In recent years, interest in old photographs has grown significantly among a broad public, from collectors, conservators, and archivists to amateurs seeking to preserve precious family albums. Although the medium of photography is barely 150 years old, its relatively brief history has witnessed the birth of a wide range of photographic processes, each of which poses unique conservation challenges.
This volume provides a comprehensive introduction to the practice of photograph preservation, bringing together more information on photographic processes than any other single source. Introductory chapters cover issues of terminology; the rest of the book is divided into three parts: positives, negatives, and conservation. Each chapter focuses on a single processdaguerreotypes, albumen negatives, black-and-white prints, and so onproviding an overview of its history and materials and tracing the evolution of its technology. This book will serve as an irreplaceable reference work for conservators, curators, collectors, dealers, conservation students, and photographers, as well as those in the general public seeking information on preserving this ubiquitous form of cultural heritage.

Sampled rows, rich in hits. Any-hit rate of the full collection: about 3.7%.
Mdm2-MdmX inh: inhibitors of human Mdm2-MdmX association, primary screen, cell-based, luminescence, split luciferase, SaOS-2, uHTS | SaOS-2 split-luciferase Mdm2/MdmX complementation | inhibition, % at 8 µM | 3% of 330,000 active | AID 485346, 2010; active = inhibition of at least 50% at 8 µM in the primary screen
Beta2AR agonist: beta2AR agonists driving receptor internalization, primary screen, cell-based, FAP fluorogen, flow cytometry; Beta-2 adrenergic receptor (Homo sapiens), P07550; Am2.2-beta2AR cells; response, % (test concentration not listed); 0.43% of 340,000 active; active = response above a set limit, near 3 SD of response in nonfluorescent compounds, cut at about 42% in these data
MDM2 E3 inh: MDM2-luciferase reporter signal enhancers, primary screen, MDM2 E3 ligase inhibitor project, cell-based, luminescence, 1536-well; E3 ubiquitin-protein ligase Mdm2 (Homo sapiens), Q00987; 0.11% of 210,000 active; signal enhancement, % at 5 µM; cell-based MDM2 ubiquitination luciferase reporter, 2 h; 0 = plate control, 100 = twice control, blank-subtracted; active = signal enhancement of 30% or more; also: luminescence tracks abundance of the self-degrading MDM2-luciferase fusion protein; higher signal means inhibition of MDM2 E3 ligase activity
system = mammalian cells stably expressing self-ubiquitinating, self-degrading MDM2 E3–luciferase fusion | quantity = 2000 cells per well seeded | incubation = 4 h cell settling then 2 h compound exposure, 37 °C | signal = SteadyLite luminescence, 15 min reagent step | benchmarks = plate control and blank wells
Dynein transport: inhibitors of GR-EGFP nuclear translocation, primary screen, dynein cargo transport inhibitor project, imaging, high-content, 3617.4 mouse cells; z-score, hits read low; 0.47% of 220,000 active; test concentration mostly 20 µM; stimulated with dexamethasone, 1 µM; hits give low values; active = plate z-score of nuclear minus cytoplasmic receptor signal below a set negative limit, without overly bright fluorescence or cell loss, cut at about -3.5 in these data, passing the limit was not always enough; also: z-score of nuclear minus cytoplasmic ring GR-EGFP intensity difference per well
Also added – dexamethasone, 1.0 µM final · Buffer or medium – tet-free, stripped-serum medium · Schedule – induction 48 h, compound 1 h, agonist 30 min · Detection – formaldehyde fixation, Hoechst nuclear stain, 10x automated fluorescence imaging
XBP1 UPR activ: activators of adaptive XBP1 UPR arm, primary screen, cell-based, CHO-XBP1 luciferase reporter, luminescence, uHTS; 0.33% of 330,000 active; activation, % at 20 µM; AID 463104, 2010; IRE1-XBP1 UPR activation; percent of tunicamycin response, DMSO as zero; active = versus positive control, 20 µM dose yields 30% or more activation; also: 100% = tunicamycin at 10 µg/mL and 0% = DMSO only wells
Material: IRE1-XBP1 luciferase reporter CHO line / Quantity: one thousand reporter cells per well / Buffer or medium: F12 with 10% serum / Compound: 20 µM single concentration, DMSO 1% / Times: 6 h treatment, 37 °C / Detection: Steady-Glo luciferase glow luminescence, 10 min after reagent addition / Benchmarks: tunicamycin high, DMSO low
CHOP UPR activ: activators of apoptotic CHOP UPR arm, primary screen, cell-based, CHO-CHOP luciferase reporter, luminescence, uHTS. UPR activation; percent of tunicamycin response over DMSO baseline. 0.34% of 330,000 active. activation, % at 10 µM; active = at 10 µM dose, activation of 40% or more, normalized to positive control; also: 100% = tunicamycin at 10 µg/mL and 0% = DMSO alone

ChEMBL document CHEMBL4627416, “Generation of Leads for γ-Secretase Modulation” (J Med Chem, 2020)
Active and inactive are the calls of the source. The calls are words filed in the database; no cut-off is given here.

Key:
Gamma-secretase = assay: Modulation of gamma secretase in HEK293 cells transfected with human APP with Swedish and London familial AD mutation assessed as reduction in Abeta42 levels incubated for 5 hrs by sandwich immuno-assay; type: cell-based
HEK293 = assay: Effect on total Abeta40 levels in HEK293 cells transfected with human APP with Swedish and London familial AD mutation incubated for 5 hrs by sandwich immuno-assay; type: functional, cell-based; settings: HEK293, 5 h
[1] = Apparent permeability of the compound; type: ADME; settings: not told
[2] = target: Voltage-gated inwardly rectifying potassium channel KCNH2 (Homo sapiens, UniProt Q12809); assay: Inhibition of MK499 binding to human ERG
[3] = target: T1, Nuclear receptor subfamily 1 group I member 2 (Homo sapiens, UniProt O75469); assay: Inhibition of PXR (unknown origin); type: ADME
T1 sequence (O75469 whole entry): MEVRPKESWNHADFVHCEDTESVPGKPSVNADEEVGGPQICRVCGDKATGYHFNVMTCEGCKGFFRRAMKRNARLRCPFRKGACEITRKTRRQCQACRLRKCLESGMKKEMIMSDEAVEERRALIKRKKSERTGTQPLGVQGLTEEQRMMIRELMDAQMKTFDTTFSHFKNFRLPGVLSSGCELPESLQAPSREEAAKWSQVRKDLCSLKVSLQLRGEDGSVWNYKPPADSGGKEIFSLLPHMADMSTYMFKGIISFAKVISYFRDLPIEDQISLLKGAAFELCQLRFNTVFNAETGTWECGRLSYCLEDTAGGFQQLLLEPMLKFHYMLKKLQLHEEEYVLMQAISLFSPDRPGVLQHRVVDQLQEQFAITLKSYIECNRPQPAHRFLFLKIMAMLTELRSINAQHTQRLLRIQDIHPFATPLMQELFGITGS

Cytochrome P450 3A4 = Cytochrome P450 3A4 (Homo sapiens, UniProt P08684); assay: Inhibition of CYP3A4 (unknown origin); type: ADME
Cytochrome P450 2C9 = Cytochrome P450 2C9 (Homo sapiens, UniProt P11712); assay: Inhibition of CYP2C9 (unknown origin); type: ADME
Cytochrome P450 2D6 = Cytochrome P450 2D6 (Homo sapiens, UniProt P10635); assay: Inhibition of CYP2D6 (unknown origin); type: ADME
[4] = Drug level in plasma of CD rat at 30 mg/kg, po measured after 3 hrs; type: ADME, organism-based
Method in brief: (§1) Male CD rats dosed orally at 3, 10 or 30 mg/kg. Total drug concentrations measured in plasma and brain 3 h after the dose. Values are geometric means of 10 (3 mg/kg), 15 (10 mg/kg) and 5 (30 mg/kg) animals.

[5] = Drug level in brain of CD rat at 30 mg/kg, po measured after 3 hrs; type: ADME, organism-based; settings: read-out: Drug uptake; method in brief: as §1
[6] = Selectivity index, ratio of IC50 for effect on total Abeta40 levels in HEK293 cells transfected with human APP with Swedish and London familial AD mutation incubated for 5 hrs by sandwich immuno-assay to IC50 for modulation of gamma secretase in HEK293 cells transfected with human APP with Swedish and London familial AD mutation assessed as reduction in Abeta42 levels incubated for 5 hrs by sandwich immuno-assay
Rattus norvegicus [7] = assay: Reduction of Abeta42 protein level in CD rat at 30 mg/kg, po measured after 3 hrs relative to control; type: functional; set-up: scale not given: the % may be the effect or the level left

Bertrand Lavédrine is director of the Centre de recherches sur la conservation des documents graphiques, Paris. Jean-Paul Gandolfo teaches at the École nationale supérieure Louis Lumière, Paris. Sibylle Monod oversees research publications at the Centre national de la recherche scientifique, Paris. John P. McElhone is photograph conservator at the National Gallery of Canada, Ottawa.
Available August 2009
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